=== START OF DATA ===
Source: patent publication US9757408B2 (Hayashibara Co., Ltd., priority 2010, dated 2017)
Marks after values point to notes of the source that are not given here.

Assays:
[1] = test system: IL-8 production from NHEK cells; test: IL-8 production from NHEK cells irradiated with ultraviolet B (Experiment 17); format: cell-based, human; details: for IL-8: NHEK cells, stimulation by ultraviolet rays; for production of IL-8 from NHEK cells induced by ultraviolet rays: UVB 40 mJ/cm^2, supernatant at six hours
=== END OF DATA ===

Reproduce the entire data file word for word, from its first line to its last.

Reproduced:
Source: patent publication US9757408B2 (Hayashibara Co., Ltd., priority 2010, dated 2017)
Marks after values point to notes of the source that are not given here.

Assays:
[1] = test system: IL-8 production from NHEK cells; test: IL-8 production from NHEK cells irradiated with ultraviolet B (Experiment 17); format: cell-based, human; details: for IL-8: NHEK cells, stimulation by ultraviolet rays; for production of IL-8 from NHEK cells induced by ultraviolet rays: UVB 40 mJ/cm^2, supernatant at six hours